July 28, 2013

Interpol Intensifies Crackdown On Human, Drug Traffickers

Uganda Police Force says it will continue carrying out operations against organized crime that has turned the country into a haven for criminal gangs.

Assistant Inspector General of Police Asan Kasingye, who is the Director Interpol, made the revelation while releasing the report on an operation against human and drug trafficking, motor vehicle thefts and proliferation of arms and light weapons.

Asan Kasingye, Interpol Director says
Asan Kasingye, Interpol Director who is also Assistant Inspector General of Police  says police will continue carrying out operations against organized crime

The operation which was simultaneous conducted in 25 countries in the Eastern and Southern African region rescued 35 victims who were being trafficked to South Sudan, Kuwait, South Africa, Dubai, India, Zimbabwe and Kenya.  Eighteen of the victims were being trafficked for labour while two were being taken to be used in the sexual trade and one for kidney transplant.

Police arrested 37 suspects in the operations.

During the joint operation which was done by police, immigration, Internal and External security agencies, CMI and customs officials among others, police recovered 163 Kilograms of cannabis, 222 Kilograms of cannabis seed, and destroyed 82 acres of cannabis farm land.

Most of these farms were in the district of Busia in Buhehe, Buyunja and Nangondo sub counties.

During the two day-operation, the team combed vehicle garages, people’s compounds, parking yards, main routes, highways, car bonds and border areas where they inspected 3,818 motor vehicles.

Police identified six stolen vehicles, five of which were stolen in United Kingdom. These included three Range Rovers, an Audi Q7 and BMW X5.

Two of the Range Rovers, a UAR 600E and another with a personalized number plate DE were impounded and the person who had sold them was on Interpol wanted list for involvement in car theft and was arrested.

Kasingye said they would liaise with authorities in the UK to tell them how to dispose of the impounded cars.

Ninety seven vehicles were found to have altered chassis and engine numbers and colour without authority from Uganda Revenue Authority. Police also recovered 58 number plates and log books but the vehicles could not be accounted for.

All these vehicles are parked at Kololo while the Special Investigations Unit continues with investigations.

However, the Director Criminal Investigations Grace Akullo said some owners of the vehicles had kept away from the on-going investigations.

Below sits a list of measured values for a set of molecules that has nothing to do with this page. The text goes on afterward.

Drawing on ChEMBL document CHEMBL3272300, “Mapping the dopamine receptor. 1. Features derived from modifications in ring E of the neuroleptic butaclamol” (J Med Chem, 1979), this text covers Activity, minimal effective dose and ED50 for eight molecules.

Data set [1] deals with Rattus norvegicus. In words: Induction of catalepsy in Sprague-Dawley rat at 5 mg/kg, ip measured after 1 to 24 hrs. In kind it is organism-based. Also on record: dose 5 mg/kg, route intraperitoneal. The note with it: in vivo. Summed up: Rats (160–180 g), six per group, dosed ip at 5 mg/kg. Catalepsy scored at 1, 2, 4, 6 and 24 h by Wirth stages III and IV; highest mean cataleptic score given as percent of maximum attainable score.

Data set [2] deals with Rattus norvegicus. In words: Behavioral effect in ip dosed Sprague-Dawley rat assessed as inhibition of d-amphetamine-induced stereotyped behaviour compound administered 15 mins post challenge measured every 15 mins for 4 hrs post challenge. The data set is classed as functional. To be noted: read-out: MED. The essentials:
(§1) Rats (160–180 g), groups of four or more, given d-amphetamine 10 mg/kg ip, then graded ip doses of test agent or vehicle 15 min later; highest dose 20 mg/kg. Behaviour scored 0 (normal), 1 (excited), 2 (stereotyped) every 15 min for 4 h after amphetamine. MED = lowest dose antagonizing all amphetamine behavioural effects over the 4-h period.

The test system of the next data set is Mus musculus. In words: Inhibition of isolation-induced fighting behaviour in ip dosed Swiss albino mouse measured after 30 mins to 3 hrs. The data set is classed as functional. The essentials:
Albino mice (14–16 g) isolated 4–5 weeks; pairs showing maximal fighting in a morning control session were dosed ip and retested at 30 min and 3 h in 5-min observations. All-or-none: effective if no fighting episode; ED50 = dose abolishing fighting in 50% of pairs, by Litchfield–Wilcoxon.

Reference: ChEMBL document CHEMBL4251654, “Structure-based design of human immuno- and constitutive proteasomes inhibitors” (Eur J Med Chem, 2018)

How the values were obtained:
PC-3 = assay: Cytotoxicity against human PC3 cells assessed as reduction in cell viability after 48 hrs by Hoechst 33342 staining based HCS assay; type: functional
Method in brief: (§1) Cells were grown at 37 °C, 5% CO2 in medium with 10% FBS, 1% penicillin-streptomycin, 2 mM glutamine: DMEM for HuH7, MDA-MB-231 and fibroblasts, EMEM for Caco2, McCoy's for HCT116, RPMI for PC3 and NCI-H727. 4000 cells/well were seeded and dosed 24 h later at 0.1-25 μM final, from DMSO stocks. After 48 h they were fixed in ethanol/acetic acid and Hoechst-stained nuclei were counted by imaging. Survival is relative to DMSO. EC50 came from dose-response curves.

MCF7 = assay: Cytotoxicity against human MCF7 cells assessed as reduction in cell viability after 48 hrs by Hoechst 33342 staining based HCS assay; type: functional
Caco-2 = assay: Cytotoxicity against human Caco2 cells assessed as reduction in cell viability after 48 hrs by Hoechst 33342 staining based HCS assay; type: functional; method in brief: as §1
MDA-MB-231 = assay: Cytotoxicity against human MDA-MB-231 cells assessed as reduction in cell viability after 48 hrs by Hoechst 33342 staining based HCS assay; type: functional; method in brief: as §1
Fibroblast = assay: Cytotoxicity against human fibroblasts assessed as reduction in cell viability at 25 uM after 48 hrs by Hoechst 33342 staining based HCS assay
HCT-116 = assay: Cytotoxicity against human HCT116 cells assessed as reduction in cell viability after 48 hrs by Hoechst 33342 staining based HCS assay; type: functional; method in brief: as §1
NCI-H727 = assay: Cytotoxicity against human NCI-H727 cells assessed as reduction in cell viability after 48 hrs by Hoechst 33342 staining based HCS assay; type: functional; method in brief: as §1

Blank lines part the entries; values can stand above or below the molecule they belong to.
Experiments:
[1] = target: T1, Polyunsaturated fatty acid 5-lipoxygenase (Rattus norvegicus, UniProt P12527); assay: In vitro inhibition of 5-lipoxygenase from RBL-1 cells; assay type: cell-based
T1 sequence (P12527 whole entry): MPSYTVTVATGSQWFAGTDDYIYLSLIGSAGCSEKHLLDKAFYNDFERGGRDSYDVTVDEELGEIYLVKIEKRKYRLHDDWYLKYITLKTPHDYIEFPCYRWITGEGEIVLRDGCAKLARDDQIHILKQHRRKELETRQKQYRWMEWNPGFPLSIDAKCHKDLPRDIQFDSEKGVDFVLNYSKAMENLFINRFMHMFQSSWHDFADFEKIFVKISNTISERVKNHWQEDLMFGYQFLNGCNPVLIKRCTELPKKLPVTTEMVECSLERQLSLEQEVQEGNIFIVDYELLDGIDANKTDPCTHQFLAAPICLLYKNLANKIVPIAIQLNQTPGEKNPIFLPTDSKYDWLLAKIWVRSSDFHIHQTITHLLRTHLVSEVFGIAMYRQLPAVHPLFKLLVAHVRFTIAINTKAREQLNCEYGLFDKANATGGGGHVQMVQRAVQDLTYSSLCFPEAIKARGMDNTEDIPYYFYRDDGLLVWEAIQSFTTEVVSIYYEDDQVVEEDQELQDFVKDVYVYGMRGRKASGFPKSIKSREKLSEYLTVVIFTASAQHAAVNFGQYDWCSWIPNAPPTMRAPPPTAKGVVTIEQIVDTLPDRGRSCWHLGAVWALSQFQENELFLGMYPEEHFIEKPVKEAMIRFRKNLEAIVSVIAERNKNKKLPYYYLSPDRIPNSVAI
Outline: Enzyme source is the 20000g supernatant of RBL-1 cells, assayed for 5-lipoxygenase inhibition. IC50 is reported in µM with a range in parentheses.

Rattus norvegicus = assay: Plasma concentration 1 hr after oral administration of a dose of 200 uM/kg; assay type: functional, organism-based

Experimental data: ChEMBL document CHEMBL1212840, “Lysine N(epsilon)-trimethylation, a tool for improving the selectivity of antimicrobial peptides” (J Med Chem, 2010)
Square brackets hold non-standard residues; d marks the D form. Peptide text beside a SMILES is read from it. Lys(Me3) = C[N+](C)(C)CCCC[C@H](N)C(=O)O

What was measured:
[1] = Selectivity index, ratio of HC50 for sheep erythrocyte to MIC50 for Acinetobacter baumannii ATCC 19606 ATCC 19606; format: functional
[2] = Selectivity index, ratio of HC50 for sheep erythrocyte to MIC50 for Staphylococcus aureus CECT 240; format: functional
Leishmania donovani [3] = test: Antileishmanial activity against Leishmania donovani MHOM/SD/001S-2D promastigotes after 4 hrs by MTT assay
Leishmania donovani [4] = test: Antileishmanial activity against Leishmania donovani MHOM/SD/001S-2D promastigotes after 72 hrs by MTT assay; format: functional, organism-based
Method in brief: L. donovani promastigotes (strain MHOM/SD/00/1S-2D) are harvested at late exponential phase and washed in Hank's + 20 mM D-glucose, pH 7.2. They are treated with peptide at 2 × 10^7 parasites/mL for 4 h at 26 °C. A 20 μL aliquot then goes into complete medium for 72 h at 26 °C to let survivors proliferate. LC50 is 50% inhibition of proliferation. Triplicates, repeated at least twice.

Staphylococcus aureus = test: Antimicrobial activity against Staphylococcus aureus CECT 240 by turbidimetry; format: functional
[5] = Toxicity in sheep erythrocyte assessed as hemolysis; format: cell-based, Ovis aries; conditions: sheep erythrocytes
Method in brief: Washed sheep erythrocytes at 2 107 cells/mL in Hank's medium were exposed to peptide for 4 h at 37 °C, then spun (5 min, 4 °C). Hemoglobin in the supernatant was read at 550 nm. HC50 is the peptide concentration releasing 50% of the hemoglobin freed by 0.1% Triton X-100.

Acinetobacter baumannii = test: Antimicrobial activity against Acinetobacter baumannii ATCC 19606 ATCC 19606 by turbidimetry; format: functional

Police also conducted operations in border towns of Bor, Elegu, Vurra, Oraba, Mpondwe, Suam, Rwakhakha and Amudat. The operation which also extended to private security organisations recovered 12 small arms, and 634 rounds of ammunitions. Police also recovered 65 defective guns from private security organizations which Akullo said were the reason security guards fail to fire a bullet when they are attacked.

Though the operations covered the Eastern and Southern African countries, police could not account for how many Ugandan vehicles had been recovered in other countries.

Kasingye also reported that the Inspector General of Police, General Kale Kayihura, had made contact with his counterpart in the Democratic Republic of Congo to help recover vehicles stolen from Uganda and taken to the war-torn country. Kasingye attributed this to the lawlessness of Eastern DRC where gangs usually ask to be paid for the stolen vehicles.

In future operations the Interpol has promised to avail an aircraft to Uganda Police to conduct an aerial spray of marijuana gardens. This came after police deployed all their man power and even brought in inmates to slash marijuana gardens but failed to finish them.

Meanwhile Uganda has adopted a practice of turning away all young ladies who fail to explain their destinations or who is supposed to receive them at their point of destination when they travel. Their passports are usually confiscated and told to go back.

In future they intend to have a system where the Ministries of Education and Sports, Gender, and Internal Affairs would clear all school-going children before they can fly out of the country.

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